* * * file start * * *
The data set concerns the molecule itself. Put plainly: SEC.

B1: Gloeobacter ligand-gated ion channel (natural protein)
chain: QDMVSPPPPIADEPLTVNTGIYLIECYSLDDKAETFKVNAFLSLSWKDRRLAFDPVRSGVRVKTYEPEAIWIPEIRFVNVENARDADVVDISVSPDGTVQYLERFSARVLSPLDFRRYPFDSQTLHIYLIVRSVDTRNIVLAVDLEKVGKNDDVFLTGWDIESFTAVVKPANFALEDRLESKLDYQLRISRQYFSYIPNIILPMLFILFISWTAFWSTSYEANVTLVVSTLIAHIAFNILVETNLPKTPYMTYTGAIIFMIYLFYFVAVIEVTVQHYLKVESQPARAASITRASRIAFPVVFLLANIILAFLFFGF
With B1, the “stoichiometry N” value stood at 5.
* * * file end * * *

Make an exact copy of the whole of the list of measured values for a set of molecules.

The data set concerns the molecule itself. Put plainly: SEC.

B1: Gloeobacter ligand-gated ion channel (natural protein)
chain: QDMVSPPPPIADEPLTVNTGIYLIECYSLDDKAETFKVNAFLSLSWKDRRLAFDPVRSGVRVKTYEPEAIWIPEIRFVNVENARDADVVDISVSPDGTVQYLERFSARVLSPLDFRRYPFDSQTLHIYLIVRSVDTRNIVLAVDLEKVGKNDDVFLTGWDIESFTAVVKPANFALEDRLESKLDYQLRISRQYFSYIPNIILPMLFILFISWTAFWSTSYEANVTLVVSTLIAHIAFNILVETNLPKTPYMTYTGAIIFMIYLFYFVAVIEVTVQHYLKVESQPARAASITRASRIAFPVVFLLANIILAFLFFGF
With B1, the “stoichiometry N” value stood at 5.